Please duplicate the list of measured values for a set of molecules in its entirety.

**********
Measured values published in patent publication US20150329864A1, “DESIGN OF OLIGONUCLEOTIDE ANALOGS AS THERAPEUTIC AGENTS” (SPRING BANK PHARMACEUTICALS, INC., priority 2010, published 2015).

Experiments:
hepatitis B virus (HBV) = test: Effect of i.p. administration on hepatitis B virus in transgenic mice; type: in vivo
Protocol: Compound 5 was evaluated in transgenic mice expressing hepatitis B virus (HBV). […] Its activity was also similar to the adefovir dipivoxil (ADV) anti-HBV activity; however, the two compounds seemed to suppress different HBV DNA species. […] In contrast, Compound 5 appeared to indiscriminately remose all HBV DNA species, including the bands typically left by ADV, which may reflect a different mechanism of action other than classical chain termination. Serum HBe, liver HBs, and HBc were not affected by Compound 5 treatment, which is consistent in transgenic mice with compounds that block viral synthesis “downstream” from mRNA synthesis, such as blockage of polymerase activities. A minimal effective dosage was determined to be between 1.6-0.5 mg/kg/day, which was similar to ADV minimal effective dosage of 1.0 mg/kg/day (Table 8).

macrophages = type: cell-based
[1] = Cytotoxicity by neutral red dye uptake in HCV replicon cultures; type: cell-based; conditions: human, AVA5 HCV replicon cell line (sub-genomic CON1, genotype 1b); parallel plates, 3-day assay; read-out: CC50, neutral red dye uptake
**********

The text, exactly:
Measured values published in patent publication US20150329864A1, “DESIGN OF OLIGONUCLEOTIDE ANALOGS AS THERAPEUTIC AGENTS” (SPRING BANK PHARMACEUTICALS, INC., priority 2010, published 2015).

Experiments:
hepatitis B virus (HBV) = test: Effect of i.p. administration on hepatitis B virus in transgenic mice; type: in vivo
Protocol: Compound 5 was evaluated in transgenic mice expressing hepatitis B virus (HBV). […] Its activity was also similar to the adefovir dipivoxil (ADV) anti-HBV activity; however, the two compounds seemed to suppress different HBV DNA species. […] In contrast, Compound 5 appeared to indiscriminately remose all HBV DNA species, including the bands typically left by ADV, which may reflect a different mechanism of action other than classical chain termination. Serum HBe, liver HBs, and HBc were not affected by Compound 5 treatment, which is consistent in transgenic mice with compounds that block viral synthesis “downstream” from mRNA synthesis, such as blockage of polymerase activities. A minimal effective dosage was determined to be between 1.6-0.5 mg/kg/day, which was similar to ADV minimal effective dosage of 1.0 mg/kg/day (Table 8).

macrophages = type: cell-based
[1] = Cytotoxicity by neutral red dye uptake in HCV replicon cultures; type: cell-based; conditions: human, AVA5 HCV replicon cell line (sub-genomic CON1, genotype 1b); parallel plates, 3-day assay; read-out: CC50, neutral red dye uptake